Clinical Utility of the Rapid Platelet Function Analyzer following OPCAB Surgery

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The purpose of this study is to evaluate the clinical use of a platelet function point-of-care test in patients undergoing Off-Pump Coronary Artery Bypass (OPCAB) surgery. One of the major complications of coronary artery bypass graft surgery is occlusion of vein grafts within the immediate postoperative period that is largely related to platelet aggregation. Aspirin is considered the drug of choice for prophylaxis against early saphenous vein graft closure. Advances in cardiac surgical procedures, particularly myocardial revascularization without the use of a cardiopulmonary bypass (CPB) pump, have raised new questions concerning graft patency in the early postoperative period and the effectiveness of aspirin therapy. Recent studies suggest that OPCAB surgery may result in a "hypercoagulable state" which can lead to acute graft thrombosis despite the standard administration of aspirin during the immediate postoperative period. Even though alterations in platelet function following OPCAB surgery have not been clearly defined, many cardiac surgeons believe that an increased level of platelet activation may play a significant role in the acute graft thrombosis associated with OPCAB surgery despite the routine administration of aspirin. As a result, many cardiac surgeons have started administering the combination of clopidogrel and aspirin during the immediate postoperative period. However, it is currently unknown what effects the administration of clopidogrel with aspirin will have on platelet function in the immediate postoperative period. This clearly demonstrates the need for controlled trials to not only evaluate the safety of the combination of clopidogrel and aspirin in the immediate postoperative period, but also to document the temporal effect of the inhibition of specific but distinct platelet signaling pathways as well as OPCAB surgery itself on platelet function. Flow cytometry can be used to comprehensively evaluate the level of platelet activation in the presence and absence of various exogenous platelet agonists. This type of testing is very accurate and sensitive, but the technical challenges, costs, and time involved prevent it from being a clinically useful tool. Thus, point-of-care (POC) tests have recently become available as an alternative for measuring platelet function in a variety of settings. The Rapid Platelet Function Analyzer (RPFA), in particular, can be used to evaluate the level of platelet activation in the presence and absence of various exogenous platelet agonists similar to flow cytometry. However, the accuracy of this POC test has not been evaluated in patients during the immediate postoperative period following cardiac surgery, and thus the clinical applicability of its results are still in question. We hypothesize that the results from the RPFA point-of-care test will correlate with platelet function results obtained utilizing flow cytometry in patients undergoing OPCAB surgery. To test this hypothesis, we plan to determine the effect of clopidogrel and aspirin administration on ex vivo platelet function in response to ADP, metallic cations and propyl gallate (TXA2-dependent agonist) and TRAP (thrombin receptor-dependent agonist; ADP receptor and TXA2-independent agonist) using flow cytometry and a RPFA. Comparison of the results obtained by flow cytometry and the RPFA will allow us to determine the clinical utility of the RPFA system as a point-of-care test to assess platelet function following off-pump coronary artery bypass surgery. This study will determine if a point-of-care test (RPFA) can measure the level of platelet activation following OPCAB with the same accuracy as flow cytometry. If so, the utilization of a POC test could have an immediate impact on the postoperative care of patients with coronary artery disease undergoing coronary revascularization with OPCAB surgery, specifically by providing real time data to guide the administration of antiplatelet therapy during this critical time period. It could also provide a viable, cost effective alternative to flow cytometry for future research endeavors in this area.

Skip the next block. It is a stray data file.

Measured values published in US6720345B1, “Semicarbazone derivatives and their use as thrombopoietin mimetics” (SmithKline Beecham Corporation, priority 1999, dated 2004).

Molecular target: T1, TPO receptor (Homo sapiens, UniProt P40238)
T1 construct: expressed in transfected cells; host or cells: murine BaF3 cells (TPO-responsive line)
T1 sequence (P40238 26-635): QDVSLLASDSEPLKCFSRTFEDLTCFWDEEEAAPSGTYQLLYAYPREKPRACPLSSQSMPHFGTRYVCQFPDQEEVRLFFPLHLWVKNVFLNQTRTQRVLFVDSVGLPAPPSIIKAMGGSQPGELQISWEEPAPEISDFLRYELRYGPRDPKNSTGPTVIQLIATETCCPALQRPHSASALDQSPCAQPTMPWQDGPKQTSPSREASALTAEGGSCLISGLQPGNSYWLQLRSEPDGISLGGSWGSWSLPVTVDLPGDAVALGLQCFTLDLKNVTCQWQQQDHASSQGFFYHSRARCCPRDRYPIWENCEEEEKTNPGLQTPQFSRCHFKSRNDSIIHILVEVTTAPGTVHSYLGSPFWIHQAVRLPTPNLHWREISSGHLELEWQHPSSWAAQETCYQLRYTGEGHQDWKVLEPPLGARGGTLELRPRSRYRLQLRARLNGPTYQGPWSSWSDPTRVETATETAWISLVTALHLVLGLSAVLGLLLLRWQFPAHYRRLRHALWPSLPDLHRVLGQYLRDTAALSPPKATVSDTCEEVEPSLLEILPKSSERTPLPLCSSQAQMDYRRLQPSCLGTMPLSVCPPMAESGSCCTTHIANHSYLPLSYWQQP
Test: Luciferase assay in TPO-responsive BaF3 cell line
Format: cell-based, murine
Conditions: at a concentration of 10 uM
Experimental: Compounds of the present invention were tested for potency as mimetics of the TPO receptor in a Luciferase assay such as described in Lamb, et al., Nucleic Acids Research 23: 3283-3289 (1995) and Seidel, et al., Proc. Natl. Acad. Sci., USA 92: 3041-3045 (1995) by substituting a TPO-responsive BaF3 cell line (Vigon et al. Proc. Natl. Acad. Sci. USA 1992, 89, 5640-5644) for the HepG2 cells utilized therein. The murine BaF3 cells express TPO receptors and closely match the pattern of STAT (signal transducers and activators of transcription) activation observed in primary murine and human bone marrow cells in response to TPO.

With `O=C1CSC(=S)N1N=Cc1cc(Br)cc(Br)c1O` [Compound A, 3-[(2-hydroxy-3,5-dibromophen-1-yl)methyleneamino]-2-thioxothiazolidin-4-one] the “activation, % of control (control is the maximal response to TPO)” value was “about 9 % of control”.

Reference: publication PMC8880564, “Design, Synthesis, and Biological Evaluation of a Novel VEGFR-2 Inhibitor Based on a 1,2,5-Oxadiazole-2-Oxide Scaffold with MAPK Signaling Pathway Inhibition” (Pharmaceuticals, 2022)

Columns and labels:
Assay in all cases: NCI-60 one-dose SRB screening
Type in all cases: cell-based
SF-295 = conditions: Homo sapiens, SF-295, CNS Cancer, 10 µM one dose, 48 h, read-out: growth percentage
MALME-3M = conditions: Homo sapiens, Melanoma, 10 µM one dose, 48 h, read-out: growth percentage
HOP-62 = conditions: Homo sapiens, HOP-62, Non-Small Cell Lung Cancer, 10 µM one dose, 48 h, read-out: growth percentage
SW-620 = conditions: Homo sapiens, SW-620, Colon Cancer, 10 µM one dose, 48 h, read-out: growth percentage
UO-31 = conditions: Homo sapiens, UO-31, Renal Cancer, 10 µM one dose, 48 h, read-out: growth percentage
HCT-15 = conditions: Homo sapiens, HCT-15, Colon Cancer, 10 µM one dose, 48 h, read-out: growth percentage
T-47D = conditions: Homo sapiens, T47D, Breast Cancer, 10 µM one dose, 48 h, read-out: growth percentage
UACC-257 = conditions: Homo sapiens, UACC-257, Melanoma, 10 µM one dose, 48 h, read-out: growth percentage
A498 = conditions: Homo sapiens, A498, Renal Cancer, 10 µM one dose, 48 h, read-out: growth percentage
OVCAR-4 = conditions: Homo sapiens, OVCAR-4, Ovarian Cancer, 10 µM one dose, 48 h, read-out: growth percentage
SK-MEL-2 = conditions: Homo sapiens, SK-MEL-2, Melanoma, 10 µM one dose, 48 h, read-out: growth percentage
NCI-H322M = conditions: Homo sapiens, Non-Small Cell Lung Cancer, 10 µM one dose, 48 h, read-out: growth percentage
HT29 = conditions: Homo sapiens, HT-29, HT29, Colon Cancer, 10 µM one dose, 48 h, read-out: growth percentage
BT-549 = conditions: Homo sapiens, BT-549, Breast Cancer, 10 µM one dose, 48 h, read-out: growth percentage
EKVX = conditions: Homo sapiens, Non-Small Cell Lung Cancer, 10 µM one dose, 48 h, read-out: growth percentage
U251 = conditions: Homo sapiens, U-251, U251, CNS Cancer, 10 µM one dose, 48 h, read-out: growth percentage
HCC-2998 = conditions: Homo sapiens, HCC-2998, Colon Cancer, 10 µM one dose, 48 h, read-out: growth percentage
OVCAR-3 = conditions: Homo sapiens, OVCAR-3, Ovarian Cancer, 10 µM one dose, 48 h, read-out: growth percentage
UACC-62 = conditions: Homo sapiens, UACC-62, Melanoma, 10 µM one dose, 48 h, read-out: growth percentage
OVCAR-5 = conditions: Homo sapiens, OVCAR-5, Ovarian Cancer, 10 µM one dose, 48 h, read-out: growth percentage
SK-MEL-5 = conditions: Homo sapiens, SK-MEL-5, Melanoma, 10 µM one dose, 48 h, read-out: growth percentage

Effective start/end date7/1/046/30/05


  • American College of Clinical Pharmacy Foundation: $15,000.00


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